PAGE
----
No doubt you’ve seen the headlines, Marriage Is Not an Antidote to Poverty. It’s a lie–or at least wishful thinking. If Marlboro came out with a pr campaign that said, “Anti-Smoking Efforts Fail to Curb Lung Cancer Rates” would you believe it? Or would some part of you say, “Hmmm. Maybe there is something else going on here.”
The same is true about the paper underlying the headlines. It’s a position paper–essentially a PR campaign of the marriage-hostile “Council on Contemporary Families”, and since all news is PR these days, the press is swallowing this report whole. The paper is fine for what it is, but it is not a study, nor does it report new findings. Despite what the news is leading you to believe (or has been lead to believe) this isn’t a new study demonstrating the failure of the marriage movement to address poverty. In fact, the position paper that is the source of all the buzz actually supports a foundational point of the marriage movement’s campaign to fight poverty. Namely, that marriage after baby is a risky proposition, especially if the husband isn’t the father.
University of Virginia sociologist Brad Wilcox does a great job respectfully fisking this non-story.
Ironically, this CCF report just confirms that old wisdom recently articulated in the report Knot Yet: The Benefits and Costs of Delayed Marriage in America: namely, men, women, and children are much more likely to enjoy a stable and supportive family life when they sequence marriage before parenthood. As Ron Haskins and Isabel Sawhill at the Brookings Institution pointed out in their book Creating an Opportunity Society, young adults who put education, work, marriage, and parenthood in the right order—first finishing high school (or college), then getting a job, then marrying, and then having a baby—face very low odds of poverty.And while it is true that most of the federally funded programs designed to strengthen relationships among low-income couples with children have not achieved success, this is a common pattern for new policy initiatives (most of these programs are just a few years old). It usually takes some time for policymakers to figure out the best strategy to address a critical public policy challenge. Heck, almost fifty years after Head Start was launched, the evidence suggests the federal government still has not figured out how to make Pre-K effective for poor children—and yet, given preschool’s potential benefits, lawmakers remain determined to make the program work.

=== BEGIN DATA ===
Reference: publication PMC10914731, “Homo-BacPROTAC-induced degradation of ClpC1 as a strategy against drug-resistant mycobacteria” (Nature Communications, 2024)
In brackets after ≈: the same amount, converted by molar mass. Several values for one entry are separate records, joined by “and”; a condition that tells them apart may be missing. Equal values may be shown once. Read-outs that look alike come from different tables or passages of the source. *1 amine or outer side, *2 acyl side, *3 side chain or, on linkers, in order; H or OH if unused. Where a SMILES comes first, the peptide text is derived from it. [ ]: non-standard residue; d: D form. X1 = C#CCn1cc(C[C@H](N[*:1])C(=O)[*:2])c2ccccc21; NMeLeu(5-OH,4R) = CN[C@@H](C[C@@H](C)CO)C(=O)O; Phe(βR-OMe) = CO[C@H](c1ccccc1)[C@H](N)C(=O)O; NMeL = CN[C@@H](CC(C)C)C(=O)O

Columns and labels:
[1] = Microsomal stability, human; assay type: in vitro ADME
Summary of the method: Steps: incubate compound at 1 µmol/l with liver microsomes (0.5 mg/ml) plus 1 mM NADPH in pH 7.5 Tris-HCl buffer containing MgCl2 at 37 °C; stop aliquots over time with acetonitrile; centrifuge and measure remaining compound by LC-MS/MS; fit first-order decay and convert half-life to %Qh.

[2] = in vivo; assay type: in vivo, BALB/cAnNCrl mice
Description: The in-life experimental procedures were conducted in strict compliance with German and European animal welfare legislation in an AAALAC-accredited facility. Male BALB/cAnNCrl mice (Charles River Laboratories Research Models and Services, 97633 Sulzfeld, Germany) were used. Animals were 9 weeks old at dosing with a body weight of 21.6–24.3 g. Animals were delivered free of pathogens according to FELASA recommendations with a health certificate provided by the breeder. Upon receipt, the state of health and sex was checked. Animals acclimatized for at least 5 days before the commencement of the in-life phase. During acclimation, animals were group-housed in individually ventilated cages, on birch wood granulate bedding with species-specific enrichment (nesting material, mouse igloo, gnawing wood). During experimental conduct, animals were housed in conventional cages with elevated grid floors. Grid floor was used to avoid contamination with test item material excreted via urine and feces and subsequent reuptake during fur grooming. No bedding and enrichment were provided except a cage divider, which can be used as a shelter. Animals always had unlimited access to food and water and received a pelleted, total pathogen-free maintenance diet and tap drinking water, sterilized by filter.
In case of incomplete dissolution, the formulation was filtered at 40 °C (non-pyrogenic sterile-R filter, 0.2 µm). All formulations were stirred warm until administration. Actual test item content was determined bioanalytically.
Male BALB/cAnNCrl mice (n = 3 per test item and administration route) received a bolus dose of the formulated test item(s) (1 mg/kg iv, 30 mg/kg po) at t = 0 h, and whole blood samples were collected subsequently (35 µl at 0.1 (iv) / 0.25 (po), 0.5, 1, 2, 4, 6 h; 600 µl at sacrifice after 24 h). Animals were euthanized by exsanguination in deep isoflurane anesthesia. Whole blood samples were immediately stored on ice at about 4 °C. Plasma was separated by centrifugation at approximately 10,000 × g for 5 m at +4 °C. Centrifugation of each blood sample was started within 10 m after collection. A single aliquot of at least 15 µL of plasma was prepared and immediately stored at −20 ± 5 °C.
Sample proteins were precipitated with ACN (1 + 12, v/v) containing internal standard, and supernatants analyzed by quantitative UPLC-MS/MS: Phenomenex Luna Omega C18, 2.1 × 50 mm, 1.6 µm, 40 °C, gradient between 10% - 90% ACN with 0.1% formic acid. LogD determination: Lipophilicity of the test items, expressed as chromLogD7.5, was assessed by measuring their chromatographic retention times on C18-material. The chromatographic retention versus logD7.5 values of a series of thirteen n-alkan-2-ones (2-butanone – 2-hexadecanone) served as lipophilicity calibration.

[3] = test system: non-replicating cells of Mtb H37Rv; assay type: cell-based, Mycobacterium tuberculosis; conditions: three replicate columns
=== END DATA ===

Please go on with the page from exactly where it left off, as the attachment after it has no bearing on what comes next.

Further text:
He goes on to share actual research on marriage initiatives that actually are fighting poverty. You should go read his post. It’s good stuff and essential reading for anyone who wants to know how to come out on top in those water-cooler conversations where people can’t wait to tell you how your values are outdated and your morals are dead. The data is on our side, folks. When you see reports that claim to show that marriage isn’t what it’s cracked up to be, know that there is a growing body of data–never mind 4000 years of cultural experience–that gives you the power to say that the rumors of the death of marriage are greatly exaggerated.